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Lent 2019: 5 interesting facts about the 40 days religious observance

Lent 2019: 5 interesting facts about the 40 days religious observance

Pope Francis arrives to lead Ash Wednesday mass at Santa Sabina Basilica in Rome, March 5, 2014. | REUTERS/Alessandro Bianchi

The origin of purple

Purple, specifically violet, is the symbolic color used in churches throughout Lent, from drapes and altar frontals to crosses and flowers.

According to the BBC, purple is used for two reasons: first, because it's associated with mourning and so anticipates the pain and suffering of the crucifixion.

In an act of derision toward Jesus, Pilate placed a purple robe on Jesus, whom he called “King of the Jews.” Mark 15:17 reads: "They dressed Him up in purple, and after twisting a crown of thorns, they put it on Him."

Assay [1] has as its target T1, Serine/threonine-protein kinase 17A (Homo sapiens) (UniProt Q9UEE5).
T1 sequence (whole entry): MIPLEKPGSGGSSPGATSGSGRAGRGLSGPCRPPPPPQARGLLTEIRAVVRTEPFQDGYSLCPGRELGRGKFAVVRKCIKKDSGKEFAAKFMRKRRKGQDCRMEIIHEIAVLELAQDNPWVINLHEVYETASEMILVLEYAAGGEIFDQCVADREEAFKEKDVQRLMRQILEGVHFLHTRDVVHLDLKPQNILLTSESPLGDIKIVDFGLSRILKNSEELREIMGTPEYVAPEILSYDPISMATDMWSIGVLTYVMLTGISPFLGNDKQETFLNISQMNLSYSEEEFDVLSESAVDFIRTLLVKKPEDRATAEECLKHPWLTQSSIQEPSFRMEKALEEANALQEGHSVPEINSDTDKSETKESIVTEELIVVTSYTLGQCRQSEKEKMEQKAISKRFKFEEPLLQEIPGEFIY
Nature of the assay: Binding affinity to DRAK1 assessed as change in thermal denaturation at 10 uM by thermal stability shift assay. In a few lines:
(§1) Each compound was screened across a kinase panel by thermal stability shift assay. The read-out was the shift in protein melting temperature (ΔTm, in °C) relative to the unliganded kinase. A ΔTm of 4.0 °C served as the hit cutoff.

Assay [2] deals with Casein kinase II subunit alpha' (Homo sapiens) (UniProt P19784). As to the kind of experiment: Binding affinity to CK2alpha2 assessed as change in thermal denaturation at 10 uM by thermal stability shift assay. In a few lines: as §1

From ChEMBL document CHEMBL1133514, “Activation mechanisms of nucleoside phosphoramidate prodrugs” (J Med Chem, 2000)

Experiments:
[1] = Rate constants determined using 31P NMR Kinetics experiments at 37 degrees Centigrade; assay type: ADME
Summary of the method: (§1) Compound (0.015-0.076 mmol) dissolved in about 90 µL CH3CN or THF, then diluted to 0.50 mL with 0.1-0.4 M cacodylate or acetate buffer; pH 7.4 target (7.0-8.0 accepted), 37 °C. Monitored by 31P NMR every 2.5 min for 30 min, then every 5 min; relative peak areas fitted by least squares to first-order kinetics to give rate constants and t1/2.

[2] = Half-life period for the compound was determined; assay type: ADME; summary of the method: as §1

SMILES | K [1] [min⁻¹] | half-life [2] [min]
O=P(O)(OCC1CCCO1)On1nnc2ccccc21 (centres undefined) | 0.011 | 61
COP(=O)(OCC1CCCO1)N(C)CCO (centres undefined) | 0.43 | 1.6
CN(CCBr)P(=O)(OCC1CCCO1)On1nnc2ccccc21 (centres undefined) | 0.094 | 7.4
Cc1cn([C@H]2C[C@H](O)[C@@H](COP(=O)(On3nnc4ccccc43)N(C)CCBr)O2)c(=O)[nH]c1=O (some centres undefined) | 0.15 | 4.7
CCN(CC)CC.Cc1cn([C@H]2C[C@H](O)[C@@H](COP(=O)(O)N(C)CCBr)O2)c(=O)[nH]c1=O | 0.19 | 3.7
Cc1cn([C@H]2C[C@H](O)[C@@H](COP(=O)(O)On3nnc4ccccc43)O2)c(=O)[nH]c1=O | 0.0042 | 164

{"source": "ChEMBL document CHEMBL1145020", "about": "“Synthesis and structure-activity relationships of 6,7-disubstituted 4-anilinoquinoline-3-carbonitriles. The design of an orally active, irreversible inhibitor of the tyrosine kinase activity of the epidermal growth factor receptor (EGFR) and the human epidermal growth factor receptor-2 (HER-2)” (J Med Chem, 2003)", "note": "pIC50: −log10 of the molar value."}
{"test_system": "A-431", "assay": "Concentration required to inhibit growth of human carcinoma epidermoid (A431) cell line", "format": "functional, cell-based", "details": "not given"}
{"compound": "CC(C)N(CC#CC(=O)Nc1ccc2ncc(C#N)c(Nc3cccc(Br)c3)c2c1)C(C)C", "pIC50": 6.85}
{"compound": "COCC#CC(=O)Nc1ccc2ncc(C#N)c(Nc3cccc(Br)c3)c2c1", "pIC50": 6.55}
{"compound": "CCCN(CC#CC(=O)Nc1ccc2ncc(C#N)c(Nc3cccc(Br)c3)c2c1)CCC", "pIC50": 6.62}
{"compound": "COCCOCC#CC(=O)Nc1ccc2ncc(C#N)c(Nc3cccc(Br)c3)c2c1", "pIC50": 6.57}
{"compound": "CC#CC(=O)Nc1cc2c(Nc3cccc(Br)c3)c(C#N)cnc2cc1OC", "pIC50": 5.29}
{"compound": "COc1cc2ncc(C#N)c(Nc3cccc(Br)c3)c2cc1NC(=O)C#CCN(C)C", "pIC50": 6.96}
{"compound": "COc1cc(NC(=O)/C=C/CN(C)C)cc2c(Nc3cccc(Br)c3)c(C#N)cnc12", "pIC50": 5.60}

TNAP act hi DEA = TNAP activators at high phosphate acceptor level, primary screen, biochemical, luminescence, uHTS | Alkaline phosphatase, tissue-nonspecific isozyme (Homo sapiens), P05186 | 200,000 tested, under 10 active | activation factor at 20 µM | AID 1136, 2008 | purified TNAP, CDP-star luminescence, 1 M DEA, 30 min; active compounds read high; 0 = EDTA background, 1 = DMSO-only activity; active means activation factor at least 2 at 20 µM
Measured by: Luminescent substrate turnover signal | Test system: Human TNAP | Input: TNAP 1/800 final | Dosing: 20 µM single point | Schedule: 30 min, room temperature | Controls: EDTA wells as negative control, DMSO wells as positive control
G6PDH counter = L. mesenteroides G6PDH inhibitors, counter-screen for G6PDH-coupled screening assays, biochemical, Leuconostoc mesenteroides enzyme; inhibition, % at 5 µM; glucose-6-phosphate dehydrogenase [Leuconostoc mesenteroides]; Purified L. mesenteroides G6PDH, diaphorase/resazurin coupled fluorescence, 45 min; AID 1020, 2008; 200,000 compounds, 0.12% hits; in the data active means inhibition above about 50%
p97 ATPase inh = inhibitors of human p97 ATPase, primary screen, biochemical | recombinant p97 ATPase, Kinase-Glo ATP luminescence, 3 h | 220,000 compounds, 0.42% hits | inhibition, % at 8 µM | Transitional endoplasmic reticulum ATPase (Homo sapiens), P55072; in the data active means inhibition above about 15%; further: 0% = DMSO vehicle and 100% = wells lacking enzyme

Second, purple is the color associated with royalty and celebrates Christ's resurrection and sovereignty. In ancient Rome, “Tyrian purple” was a designator of status. An extremely high value was placed on the dye as it was extracted from sea snails, therefore not easily obtained, according to the Smithsonian.

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